u v cs , normalized with u2 , for each cylinder density. In each case, the maxima of

u v cs are located in regions of strong crossow, the outow region (1 < x/O < 4)

and the inow region (6 < x/O < 9), just outside the array interface. These regions

correspond to the ejections and sweeps, respectively, and are responsible for the

instantaneous momentum uxes observed in gure 12(a). The ejections account for

greater net momentum transport (higher u v maximum) than sweeps. The sweeps

and ejections are conned to a region approximately between the array interface

and about y = 2O , corresponding to the width of the central vortex (gure 10). In

addition, the net Reynolds stress is appreciable only within this same region (see

adjacent plots of u v ). Outside the central vortex, both within the array and in the

free stream, u v cs has a banded appearance, consisting of alternating positive and

negative Reynolds stress. These alternating bands correspond to the far-eld wave

response, and the positive and negative uxes cancel when averaged over the cycle.

It can be veried from the adjacent plots that u v 0 in these regions. Overall, the

structure of the Reynolds stress is nearly identical across array density, , consistent

with the idea that the vortex characteristics, and momentum transport, are established

by the outer layer.

22

(a)

2.0

fuvg

3

y

1.5

1.0

0.5

1

0

10 0

(b)

fuvg

2

y

1

0

1

0

(c)

fuvg

2

y

1

0

1

0

x/O

Figure 16. Contours of the conditionally averaged Reynolds stress, u v cs /u2 , with velocity

vectors over one cycle for each cylinder density: (a) case I, = 0.02, (b) case IV, = 0.045, and

(c) case VII, = 0.1. Areas of white represent u v cs < 0. Corresponding mean Reynolds

stress, u v /u2 , is shown adjacent. The grey scale is the same for all plots.

Figure 17(c) shows the vorticity distribution of the conditionally averaged vortex,

=

vcs

ucs

,

x

y

(7.3)

which has been normalized by the scale for interfacial shear, Us /I . This particular

normalization was chosen because the interface is the region of maximum shear and

the dominant source of vorticity. There is a thin line of high-vorticity uid near the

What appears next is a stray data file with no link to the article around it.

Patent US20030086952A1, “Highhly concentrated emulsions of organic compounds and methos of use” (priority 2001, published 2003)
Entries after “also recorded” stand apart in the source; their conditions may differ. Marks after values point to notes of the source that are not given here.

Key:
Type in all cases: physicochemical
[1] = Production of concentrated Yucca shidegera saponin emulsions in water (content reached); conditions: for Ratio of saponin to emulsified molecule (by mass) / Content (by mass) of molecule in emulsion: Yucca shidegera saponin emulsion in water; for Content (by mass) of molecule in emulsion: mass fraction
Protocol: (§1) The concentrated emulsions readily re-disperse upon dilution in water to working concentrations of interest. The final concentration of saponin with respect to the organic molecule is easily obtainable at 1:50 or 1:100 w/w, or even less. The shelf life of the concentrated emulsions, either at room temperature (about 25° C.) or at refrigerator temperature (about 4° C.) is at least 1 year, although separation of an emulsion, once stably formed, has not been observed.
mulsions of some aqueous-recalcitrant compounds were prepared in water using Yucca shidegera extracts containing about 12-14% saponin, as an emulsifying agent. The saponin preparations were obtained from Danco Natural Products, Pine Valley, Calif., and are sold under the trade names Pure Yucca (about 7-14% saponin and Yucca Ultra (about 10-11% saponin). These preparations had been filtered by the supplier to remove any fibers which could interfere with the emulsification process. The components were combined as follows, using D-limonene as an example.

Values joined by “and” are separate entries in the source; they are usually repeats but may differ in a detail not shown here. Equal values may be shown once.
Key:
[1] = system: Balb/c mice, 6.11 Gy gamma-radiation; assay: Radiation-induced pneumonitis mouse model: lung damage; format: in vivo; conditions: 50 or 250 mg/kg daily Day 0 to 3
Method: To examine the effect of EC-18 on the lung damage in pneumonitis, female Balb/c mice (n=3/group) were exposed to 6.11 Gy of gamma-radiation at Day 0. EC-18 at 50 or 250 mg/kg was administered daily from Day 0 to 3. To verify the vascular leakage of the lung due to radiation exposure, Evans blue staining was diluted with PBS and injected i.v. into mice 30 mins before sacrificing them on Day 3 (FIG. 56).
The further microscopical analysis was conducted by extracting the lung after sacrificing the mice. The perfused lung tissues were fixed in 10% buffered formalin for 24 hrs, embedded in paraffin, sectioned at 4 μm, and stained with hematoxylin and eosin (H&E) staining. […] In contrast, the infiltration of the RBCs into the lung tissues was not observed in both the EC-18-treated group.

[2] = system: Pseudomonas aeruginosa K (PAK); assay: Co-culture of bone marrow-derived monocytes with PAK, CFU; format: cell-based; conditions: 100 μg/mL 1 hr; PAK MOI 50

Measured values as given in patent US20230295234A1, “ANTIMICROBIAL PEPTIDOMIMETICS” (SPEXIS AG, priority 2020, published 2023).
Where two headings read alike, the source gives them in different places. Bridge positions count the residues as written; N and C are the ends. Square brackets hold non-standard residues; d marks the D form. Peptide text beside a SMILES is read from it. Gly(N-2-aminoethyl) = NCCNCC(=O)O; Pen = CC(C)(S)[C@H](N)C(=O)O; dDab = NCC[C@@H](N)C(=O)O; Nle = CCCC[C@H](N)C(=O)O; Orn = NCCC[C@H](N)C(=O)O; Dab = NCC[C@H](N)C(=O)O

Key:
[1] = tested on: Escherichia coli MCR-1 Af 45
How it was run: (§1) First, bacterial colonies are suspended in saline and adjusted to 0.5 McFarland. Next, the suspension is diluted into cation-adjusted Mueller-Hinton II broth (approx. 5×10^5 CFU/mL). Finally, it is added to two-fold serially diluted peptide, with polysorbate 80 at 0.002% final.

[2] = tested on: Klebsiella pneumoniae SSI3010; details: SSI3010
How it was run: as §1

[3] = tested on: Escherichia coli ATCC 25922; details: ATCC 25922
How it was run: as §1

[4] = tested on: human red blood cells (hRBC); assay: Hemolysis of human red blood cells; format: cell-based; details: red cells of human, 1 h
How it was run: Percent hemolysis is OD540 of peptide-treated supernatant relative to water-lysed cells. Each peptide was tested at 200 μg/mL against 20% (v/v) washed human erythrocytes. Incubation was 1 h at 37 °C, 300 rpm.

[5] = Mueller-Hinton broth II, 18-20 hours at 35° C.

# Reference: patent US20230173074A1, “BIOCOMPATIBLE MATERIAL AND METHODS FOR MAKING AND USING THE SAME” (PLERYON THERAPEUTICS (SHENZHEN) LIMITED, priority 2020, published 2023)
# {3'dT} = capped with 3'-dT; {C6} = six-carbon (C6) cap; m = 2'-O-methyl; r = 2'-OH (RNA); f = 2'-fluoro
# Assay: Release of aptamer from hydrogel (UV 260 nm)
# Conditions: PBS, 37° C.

interface, y = 0, at the vortex front between x/O 7 and x/O 11. This coincides

with the region of maximum shear and occurs in the region dominated by sweeps

from the outer region. A second region of high-vorticity uid takes the form of a

tongue between x/O 1 and x/O 6. This tongue appears to be ejected from the

array interface into the outer layer. A second tongue of nearly irrotational uid,

from x/O 4 and x/O 9, is sandwiched between the two high-vorticity regions.

The alternating high- and low-vorticity regions can be explained by the inherent

asymmetry of the partially obstructed shear layer. The low-vorticity uid has its origin

in the free stream where the mean shear (U/y) is weak, whereas the high-vorticity

uid originates in the high-shear interfacial region. This shear asymmetry is not

present, for example, in free shear layers for which the velocity prole is antisymmetric

23

(a)

0.5

3

0

2

y

O

0.5

0

1.0

1

0

(b)

10

0.5

3

2

y

O

1

0.5

0

1.0

1

(c)

0.5

2

0

y

O

1

0.5

0

1.0

1

10

x/O

Figure 17. Vorticity contours of the conditionally averaged vortex for (a) cases I,

(b) VII, and (c) V. Velocity vectors are shown for reference.

with only one length scale, and the vorticity is approximately symmetric about the

centreline.

7.4. Conditionally averaged kinetic energy production and dissipation

The kinetic energy production associated with the coherent structures is given by

P cs = u v cs

ucs

.

y

(7.4)

The spatial distribution of P cs for case I is shown in gure 18. Also shown for

reference is the wavelength-average (or time-averaged) production, P . Nearly all

production occurs near the inection point at the interface, where both the shear and

Reynolds stress are large. The production maximum lies in the sweep region along a

very thin line between x/O 4 and x/O 6 and corresponds to the sharp peak in P

at the interface. The production is less pronounced in the ejection region, where the

24

2

y 1

O

0

0

0

x/O

Figure 18. Contours of the coherent structure kinetic energy production, P cs normalized

by u3 /I , for case III. Also shown is the time-averaged production, P .

2

y

O

5

4

3

0

4

x/O

2

D

Figure 19. Contours of the dissipation of coherent structure kinetic energy by array drag,